Bloomy cheese is the reason to start cheesemaking. It encompasses the best parts of cheesemaking: You get to watch impossible clouds of fluffy curds condense into adorable wheels of cheese with fabulous patterns, and gaze upon the fuzzy mold as it blooms—mold you put there, yourself, on purpose. And after many weeks of nurturing, lactic acid takes over and transforms the solid cheese into the gooey, runny river of your lactose-fueled dreams. It’s like magic, except it’s science.
This is our first real foray into the serious stuff, and there are some new steps and equipment involved (like a cheese cave). Don’t be intimidated; it’s not more complicated, it’s just more steps. Place your trust in my wheys and it’ll all work out. Or it won’t, because that’s just cheesemaking. (But it totally will.)
Camembert (adapted from a recipe by Gavin Webber)
Ingredients:1 gallon milk, not ultra-pasteurized (pasteurized, VAT pasteurized, or raw is OK)⅛ teaspoon rennet, dissolved in ¼ cup distilled water⅛ teaspoon calcium chloride, dissolved in ¼ cup distilled water
⅛ teaspoon Flora Danica culture
1/16 teaspoon Penicillium candidum culture
1/32 teaspoon Geotrichum candidum culture
1 tablespoon non-iodized salt
Equipment (Check out our buying guide for equipment recommendations):6-quart or larger stockpot3-quart saucepanMeasuring spoonsThermometer6 small basket cheese moldsA Tupperware container, long and flat, at least 8 inches by 12 inches, and at least 3 inches tall. Bamboo or plastic mat, cut to the size of the Tupperware.Cutting boardCheese cave, which you can DIY
Set up your space
As with all things cheese, cleanliness is next to curdliness. Make sure the pot, the counter, all the utensils you’ll need and use—from the measuring spoons to the thermometer—the faucet and sink are all freshly clean and sanitized with either white wine vinegar or a sanitizing solution. Keep your spray bottle of vinegar and clean towels nearby.
Once you start, you don’t want to wash dishes or anything else in the kitchen, as it can contaminate your cheese from the droplets. If you have ferments going, you’ll want to cover them or relocate them so they don’t contaminate your cheese. We’re looking for a sterile environment.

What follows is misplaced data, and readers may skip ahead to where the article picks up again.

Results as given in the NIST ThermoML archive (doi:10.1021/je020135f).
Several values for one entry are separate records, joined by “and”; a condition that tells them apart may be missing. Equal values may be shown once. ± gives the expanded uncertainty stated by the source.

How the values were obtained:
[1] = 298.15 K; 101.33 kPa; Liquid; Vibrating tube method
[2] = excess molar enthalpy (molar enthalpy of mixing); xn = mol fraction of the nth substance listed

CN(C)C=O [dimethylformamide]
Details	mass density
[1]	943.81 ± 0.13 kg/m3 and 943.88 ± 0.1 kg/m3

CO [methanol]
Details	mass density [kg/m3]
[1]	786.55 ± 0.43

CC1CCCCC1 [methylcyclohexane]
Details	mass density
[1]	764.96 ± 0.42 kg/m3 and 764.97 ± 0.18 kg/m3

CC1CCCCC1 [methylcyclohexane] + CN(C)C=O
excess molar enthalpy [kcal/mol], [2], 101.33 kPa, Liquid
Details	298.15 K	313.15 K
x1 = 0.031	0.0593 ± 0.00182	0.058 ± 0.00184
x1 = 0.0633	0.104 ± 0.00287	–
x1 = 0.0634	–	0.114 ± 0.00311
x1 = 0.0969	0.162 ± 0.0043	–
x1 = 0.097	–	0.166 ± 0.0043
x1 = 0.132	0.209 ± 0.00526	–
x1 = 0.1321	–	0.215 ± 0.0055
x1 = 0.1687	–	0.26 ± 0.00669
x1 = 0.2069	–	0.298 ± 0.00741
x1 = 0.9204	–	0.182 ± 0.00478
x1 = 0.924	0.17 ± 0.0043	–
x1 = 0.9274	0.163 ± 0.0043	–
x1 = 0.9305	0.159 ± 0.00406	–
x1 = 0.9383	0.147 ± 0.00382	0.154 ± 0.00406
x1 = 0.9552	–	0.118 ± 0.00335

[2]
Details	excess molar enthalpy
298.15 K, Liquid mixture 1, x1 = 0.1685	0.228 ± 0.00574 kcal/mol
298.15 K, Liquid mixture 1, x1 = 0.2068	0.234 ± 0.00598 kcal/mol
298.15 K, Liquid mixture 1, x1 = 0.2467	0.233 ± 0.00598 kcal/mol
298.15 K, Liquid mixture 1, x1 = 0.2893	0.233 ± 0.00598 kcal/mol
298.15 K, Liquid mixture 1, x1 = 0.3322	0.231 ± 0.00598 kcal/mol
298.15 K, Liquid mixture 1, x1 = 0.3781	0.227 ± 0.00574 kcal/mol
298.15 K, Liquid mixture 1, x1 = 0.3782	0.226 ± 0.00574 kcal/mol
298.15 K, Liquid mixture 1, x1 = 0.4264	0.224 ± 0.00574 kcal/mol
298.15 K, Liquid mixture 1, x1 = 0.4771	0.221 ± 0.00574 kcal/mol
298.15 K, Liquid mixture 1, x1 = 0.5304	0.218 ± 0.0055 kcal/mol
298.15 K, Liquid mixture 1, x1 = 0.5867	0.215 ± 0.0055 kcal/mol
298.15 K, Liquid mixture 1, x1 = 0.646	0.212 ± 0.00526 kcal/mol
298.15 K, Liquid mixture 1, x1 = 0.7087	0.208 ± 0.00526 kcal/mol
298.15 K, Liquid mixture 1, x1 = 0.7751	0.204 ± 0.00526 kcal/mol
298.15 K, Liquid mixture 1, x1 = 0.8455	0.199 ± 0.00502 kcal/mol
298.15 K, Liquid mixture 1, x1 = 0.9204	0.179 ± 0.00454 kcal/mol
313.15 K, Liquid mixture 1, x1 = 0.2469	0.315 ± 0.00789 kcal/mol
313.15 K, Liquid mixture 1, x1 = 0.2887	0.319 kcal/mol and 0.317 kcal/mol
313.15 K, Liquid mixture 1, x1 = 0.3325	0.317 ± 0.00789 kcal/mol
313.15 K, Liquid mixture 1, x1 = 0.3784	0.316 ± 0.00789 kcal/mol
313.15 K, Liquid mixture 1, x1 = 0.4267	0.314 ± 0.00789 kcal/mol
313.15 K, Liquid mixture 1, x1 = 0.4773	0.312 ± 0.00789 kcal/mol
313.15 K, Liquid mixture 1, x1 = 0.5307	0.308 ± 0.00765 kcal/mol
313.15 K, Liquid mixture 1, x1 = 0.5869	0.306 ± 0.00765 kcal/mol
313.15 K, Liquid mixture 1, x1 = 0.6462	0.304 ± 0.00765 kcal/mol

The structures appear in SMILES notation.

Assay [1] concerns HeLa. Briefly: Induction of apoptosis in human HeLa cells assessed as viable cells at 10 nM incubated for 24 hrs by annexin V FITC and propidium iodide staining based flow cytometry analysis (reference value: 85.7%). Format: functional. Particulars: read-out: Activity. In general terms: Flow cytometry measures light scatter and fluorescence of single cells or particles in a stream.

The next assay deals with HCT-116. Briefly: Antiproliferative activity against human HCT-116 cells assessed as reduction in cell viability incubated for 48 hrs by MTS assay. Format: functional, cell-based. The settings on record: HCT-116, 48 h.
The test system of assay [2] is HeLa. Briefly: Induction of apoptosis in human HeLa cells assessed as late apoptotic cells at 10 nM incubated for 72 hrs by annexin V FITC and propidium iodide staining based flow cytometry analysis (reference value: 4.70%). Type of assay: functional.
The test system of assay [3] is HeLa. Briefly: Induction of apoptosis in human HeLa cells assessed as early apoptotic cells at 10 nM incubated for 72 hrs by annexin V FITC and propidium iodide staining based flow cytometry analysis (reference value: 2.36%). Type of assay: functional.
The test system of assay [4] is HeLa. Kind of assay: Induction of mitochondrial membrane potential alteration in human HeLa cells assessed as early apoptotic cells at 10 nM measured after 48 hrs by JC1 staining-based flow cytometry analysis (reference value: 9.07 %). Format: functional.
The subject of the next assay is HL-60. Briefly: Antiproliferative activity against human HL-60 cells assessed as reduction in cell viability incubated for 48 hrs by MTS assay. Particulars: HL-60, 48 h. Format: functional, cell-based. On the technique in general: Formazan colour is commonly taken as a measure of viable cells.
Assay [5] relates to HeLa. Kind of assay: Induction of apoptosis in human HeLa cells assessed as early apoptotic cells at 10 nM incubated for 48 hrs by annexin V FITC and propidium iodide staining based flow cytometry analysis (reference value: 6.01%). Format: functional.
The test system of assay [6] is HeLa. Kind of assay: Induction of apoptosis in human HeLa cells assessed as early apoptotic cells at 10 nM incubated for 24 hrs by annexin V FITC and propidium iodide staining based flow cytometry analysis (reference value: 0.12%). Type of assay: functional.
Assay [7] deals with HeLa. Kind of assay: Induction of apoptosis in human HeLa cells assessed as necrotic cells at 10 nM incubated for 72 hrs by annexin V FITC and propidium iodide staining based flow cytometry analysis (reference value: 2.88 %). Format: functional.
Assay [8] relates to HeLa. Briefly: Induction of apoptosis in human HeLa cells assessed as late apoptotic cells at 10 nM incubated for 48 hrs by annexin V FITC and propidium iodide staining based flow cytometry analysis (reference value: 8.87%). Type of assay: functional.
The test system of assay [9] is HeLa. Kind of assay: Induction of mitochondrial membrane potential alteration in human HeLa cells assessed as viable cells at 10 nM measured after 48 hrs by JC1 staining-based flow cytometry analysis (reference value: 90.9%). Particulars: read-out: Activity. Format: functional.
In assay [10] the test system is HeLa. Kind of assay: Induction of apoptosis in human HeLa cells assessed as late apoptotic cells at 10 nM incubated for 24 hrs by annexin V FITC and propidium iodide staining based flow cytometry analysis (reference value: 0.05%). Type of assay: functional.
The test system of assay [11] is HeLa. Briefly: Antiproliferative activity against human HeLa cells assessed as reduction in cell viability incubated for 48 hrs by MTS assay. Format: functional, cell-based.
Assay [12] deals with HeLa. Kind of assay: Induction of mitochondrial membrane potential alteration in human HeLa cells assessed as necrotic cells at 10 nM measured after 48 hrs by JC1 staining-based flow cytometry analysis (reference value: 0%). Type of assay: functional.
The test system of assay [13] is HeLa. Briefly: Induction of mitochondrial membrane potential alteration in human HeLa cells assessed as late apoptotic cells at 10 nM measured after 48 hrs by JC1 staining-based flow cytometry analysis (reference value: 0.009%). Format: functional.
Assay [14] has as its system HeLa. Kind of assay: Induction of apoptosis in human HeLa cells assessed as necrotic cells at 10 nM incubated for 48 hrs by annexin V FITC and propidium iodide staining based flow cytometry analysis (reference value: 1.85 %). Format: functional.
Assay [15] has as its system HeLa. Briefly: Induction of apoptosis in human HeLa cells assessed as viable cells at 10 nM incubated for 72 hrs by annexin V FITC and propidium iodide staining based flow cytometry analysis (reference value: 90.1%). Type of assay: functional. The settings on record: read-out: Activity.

Heat the milk
We’re only taking the milk to 86℉, so you can choose whether you want to use a double boiler or not. If you do, you can spend less time stirring, because it’s less likely to burn, but it’s a low enough temperature, and going to take such a short amount time to reach, that you’ll likely stay by the pot and stir while waiting anyway. Attach your thermometer to the pot, and turn the heat on to medium-low.
In either case, make sure to shake up your milk before pouring it into the pot; you want to capture every bit of fat and cream. We’re basically making a gooey brie/camembert situation, and what makes it good is the cream.
Stir the milk as you bring it up to temperature, and once it hits 86℉, remove the pot from the heat. Get a good stir going, so you have a milk vortex, then add the calcium chloride, stir for another full minute, then let the milk come to a still.
Introduce some culture
Photo: Amanda Blum
Now you’re going to sprinkle in all those cultures, and I realize how absurd those measurements are, but that’s why you got the tiny measuring spoons. When in doubt, don’t worry about overdoing it a little bit with culture. Better to use too much than too little with these, so if you can’t exactly measure 1/32 of a teaspoon, use your judgement. It’s a tiny pinch.
Regardless, you’re going to sprinkle the Flora Danica, Geotrichtum, and Penicillum on top of the milk, then cover it and let the cultures rehydrate for five minutes. (Do absolutely nothing, and the cultures soak up milk.)
Now stir for a full minute using a figure-eight motion, with some real purpose. You want to ensure that those cultures get mixed into the milk.
Set and cut the curd
Photo: Amanda Blum
It’s time for rennet. Get a good swirl going in the pot so the milk is moving, then pour in your rennet. Stir vigorously in a figure-eight motion for one full minute, but no more. Bring the milk to a still, then put the cover on.
Take a disco nap for 90 minutes while the curd sets. At ninety minutes, check for a clean break. Your knife should cut through the curd cleanly, with the curd keeping its (new) edge and shape after you pull your knife away. If you have a clean break, proceed. If you do not, put the lid back on and wait another ten minutes and re-test.
The glorious thing about this recipe is that you just barely cut the curds. You’re going to cut them into one inch columns, in one direction straight up and down in inch-wide sections, then rotate the pot 90 degrees and make another set of inch-wide cuts, running perpendicular to your first set.